Breast cancer deaths in women with BRCA1 or BRCA2 pathogenic variants in women diagnosed since 1990 in Manchester.

 

Breast cancer related deaths

All deaths in women with breast cancer including non-cancer

BC deaths < 5 years

% of all BC deaths

BC deaths > 10 years (%)

BRCA1

195

265

118

60.51

31

15.90

BRCA2

237

278

106

44.73

68

28.69

Although there is support for the authors claims of better BRCA2 projected deaths from breast cancer from simulated models [2, 3] and from small studies of actual survival [4], an earlier report from some members of the authorship showed no survival advantage of MRI screening over controls in BRCA2 [5].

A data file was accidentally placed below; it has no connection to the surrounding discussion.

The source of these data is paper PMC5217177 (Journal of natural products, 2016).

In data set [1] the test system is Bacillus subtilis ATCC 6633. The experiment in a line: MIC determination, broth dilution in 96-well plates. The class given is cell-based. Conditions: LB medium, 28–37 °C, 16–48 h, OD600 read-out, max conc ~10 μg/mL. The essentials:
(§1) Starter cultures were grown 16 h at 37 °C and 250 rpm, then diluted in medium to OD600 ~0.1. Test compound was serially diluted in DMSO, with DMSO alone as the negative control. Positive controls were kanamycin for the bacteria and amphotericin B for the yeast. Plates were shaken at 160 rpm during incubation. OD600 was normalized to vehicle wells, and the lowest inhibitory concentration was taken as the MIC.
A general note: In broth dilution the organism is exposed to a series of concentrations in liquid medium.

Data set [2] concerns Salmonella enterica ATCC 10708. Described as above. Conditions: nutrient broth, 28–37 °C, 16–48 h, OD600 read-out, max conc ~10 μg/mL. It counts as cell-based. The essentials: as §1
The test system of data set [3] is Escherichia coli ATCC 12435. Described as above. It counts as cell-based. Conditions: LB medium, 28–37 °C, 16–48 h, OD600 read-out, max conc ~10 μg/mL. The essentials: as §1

The authors’ overview of the limitations of their study, concentrate mainly on why the 0.45 survival benefit may overestimate any mortality risk reduction. These include that BRRM may have been carried out on ‘healthier’ women, and that screening may not have been very well adhered to given the 41% combined interval and symptomatic proportions in BRCA2. No limitations are described in terms of length of follow up from breast cancer, and indeed, the authors state that the strengths include the sufficient numbers of BRCA1 and BRCA2 mutation carriers ‘with long enough follow-up’. We disagree with this assessment for BRCA2, although we do agree that the benefits of BRRM may be more marginal in BRCA2 carriers taking into account the lower penetrance and better stage distribution seen in BRCA2 versus BRCA1. However, as pointed out by the Dutch Breast Cancer Association and from two of the authors of the study [1] representing the Netherlands Association for Clinical Genetics (VKGN), the media have completely ignored the driver of women’s feelings that they are ‘sitting on a ticking time bomb’ and the strong wish to avoid a breast cancer diagnosis and treatment. It is a concern that the media in search of good ‘headlines’ often use press releases without contacting authors before publishing ‘sensational’ headlines. That said neither the press release nor the original article [1], emphasise the other reasons for BRRM. There is therefore a need for better communication between scientific article authors and the media before news articles with misleading headlines are published that can seriously upset patients who have undertaken procedures such as BRRM.